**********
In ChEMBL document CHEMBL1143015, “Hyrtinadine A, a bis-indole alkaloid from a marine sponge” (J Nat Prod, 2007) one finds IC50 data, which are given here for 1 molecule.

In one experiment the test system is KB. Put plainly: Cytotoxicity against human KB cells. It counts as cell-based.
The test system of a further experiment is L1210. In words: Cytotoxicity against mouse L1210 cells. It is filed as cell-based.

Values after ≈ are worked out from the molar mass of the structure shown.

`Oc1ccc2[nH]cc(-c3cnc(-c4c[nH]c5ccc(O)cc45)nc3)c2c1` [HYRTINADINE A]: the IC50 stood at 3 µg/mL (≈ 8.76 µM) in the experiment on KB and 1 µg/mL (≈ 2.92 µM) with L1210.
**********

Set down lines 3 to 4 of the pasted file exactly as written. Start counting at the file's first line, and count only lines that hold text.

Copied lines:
The test system of a further experiment is L1210. In words: Cytotoxicity against mouse L1210 cells. It is filed as cell-based.

Values after ≈ are worked out from the molar mass of the structure shown.